Every computer user has one or two applications they have to have installed on their desktop or laptop simply to get their work done. In many cases, those apps can be replaced by a web-browser used to connect to online services. That’s the thinking behind Chromebooks, for example. A few local settings widgets, a browser and a WiFi connection, and you’re good to go.
Usually, however, the standard-issue company desktop comprises a browser, an email app, and a copy of Office. In many cases, the email app gets ignored for the baked-in copy of Outlook that ships with Office.
Even hardened users of Office 365 or apps like Word Online still feel more secure with an old-school office suite installed locally. The familiar splash screen of Word is as much part of the office furniture as the swivel chair and the water cooler. Office gets installed onto new machines and little else besides, other than a bit of tinkering with settings and some cybersecurity measures — and that makes the company desktop.
But what if your company doesn’t feel quite so good about sending Microsoft the significantly large chunk of dollars every year for the privilege of being able to undertake a little light word processing and the occasional PowerPoint presentation creation?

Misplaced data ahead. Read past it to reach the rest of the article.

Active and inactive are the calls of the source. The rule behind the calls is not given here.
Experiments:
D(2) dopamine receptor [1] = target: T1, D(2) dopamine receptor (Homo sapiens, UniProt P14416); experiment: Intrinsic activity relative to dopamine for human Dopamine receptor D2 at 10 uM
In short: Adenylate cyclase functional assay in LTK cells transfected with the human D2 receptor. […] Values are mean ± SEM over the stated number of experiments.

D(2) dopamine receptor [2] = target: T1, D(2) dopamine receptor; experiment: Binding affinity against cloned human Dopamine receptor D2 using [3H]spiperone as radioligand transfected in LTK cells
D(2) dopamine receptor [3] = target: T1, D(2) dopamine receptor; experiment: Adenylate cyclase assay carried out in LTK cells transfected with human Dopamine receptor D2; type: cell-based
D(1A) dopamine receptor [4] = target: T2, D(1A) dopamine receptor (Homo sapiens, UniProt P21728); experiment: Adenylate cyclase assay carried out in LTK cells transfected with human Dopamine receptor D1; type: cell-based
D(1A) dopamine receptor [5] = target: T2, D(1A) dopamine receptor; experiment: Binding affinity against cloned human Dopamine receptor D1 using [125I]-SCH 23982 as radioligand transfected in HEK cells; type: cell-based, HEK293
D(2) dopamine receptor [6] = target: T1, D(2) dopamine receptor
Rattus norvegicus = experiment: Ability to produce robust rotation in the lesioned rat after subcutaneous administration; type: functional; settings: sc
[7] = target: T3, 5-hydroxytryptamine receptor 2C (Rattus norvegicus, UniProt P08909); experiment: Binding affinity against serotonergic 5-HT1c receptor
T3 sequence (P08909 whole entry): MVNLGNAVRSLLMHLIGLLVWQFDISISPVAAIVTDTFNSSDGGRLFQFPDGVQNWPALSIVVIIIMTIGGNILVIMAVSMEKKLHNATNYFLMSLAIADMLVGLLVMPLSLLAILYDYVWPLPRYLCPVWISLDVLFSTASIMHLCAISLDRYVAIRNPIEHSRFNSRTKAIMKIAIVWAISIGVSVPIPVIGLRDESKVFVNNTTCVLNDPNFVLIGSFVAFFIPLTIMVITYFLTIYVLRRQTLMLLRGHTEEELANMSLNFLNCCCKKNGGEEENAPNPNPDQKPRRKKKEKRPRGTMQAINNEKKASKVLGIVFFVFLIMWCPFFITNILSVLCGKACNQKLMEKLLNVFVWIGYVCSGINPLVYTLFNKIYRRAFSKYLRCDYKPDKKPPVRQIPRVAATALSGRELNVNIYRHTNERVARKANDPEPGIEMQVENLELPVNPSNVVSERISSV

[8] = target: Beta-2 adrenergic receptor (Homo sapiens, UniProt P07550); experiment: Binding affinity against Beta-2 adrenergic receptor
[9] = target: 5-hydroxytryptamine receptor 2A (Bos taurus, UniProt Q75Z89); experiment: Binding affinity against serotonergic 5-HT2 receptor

Mac users have had a choice for spreadsheets, presentations and word processing for several years, and have been free to download for a while now: Apple’s Pages, Numbers, and Keynote are Cupertino’s attempt at usurping Microsoft’s Word, Excel, and PowerPoint. The Apple variants look fantastic (as you’d expect), have slicker interfaces, produce smoother, more satisfactory results, and are, generally, more Mac-y (if that’s an adjective).
And as far as compatibility goes, Pages et al. can export in .docx, .pptx or .xlsx, but it’s not something that happens without the user thinking about it. The command to save docs so they can be used straight away by Windows-using colleagues is “Export…” from the File menu. A COMMAND + S key combination creates a .pages document (.numbers or .keynote), unreadable by the rest of the non-Mac world, without a good degree of fiddling.